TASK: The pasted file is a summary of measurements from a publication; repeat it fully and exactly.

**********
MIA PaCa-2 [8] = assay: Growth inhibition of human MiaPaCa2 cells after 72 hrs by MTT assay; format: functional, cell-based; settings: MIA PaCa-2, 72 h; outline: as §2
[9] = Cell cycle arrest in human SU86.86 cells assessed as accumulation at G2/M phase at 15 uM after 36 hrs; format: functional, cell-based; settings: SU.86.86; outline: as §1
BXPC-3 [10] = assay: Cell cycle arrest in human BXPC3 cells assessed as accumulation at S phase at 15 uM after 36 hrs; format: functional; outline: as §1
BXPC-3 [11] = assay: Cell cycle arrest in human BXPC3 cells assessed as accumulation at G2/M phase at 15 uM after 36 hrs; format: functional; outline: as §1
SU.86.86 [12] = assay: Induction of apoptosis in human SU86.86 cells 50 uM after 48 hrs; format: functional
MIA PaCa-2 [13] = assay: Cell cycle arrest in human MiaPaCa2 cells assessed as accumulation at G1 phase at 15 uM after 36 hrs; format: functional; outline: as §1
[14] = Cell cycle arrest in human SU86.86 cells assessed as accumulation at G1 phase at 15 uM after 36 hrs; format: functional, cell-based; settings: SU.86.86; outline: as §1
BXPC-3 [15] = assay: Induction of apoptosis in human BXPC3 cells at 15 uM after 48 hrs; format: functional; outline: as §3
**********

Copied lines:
MIA PaCa-2 [8] = assay: Growth inhibition of human MiaPaCa2 cells after 72 hrs by MTT assay; format: functional, cell-based; settings: MIA PaCa-2, 72 h; outline: as §2
[9] = Cell cycle arrest in human SU86.86 cells assessed as accumulation at G2/M phase at 15 uM after 36 hrs; format: functional, cell-based; settings: SU.86.86; outline: as §1
BXPC-3 [10] = assay: Cell cycle arrest in human BXPC3 cells assessed as accumulation at S phase at 15 uM after 36 hrs; format: functional; outline: as §1
BXPC-3 [11] = assay: Cell cycle arrest in human BXPC3 cells assessed as accumulation at G2/M phase at 15 uM after 36 hrs; format: functional; outline: as §1
SU.86.86 [12] = assay: Induction of apoptosis in human SU86.86 cells 50 uM after 48 hrs; format: functional
MIA PaCa-2 [13] = assay: Cell cycle arrest in human MiaPaCa2 cells assessed as accumulation at G1 phase at 15 uM after 36 hrs; format: functional; outline: as §1
[14] = Cell cycle arrest in human SU86.86 cells assessed as accumulation at G1 phase at 15 uM after 36 hrs; format: functional, cell-based; settings: SU.86.86; outline: as §1
BXPC-3 [15] = assay: Induction of apoptosis in human BXPC3 cells at 15 uM after 48 hrs; format: functional; outline: as §3